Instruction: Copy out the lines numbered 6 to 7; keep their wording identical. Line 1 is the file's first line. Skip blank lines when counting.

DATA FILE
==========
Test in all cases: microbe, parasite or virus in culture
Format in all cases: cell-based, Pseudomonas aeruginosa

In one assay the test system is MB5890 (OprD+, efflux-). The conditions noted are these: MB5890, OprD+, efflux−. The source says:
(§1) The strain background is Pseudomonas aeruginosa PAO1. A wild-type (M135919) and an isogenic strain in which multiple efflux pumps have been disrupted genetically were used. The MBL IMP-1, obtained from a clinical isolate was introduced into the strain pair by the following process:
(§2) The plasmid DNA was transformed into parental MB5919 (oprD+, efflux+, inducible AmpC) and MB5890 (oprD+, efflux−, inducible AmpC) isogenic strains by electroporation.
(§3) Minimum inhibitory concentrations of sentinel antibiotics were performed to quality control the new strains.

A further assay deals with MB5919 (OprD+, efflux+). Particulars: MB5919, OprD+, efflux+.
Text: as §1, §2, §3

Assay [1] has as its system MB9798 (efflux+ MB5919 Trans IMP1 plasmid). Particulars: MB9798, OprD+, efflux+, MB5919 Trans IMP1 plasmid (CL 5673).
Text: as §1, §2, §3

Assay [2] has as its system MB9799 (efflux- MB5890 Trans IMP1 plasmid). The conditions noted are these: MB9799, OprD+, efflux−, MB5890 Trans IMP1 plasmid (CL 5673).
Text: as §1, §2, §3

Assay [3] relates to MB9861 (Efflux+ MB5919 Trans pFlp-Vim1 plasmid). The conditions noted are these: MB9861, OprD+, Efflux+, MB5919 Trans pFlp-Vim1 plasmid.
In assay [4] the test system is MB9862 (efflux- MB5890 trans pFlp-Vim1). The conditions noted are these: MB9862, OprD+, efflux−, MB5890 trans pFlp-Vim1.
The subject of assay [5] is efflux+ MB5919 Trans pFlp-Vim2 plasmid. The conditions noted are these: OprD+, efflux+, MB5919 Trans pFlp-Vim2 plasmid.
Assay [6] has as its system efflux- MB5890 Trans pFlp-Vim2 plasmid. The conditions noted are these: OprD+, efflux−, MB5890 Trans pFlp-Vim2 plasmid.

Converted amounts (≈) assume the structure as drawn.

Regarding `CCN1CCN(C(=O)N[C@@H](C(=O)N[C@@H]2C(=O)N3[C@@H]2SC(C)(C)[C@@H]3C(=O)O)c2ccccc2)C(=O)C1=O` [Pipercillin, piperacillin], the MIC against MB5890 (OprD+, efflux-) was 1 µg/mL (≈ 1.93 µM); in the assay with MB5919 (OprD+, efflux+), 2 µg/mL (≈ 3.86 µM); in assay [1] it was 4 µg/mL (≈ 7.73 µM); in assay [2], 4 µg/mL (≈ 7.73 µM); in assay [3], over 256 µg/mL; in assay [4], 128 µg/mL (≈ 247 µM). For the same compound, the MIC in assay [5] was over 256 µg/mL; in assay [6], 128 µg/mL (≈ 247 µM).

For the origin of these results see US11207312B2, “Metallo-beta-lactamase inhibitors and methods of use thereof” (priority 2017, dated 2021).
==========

(§3) Minimum inhibitory concentrations of sentinel antibiotics were performed to quality control the new strains.

A further assay deals with MB5919 (OprD+, efflux+). Particulars: MB5919, OprD+, efflux+.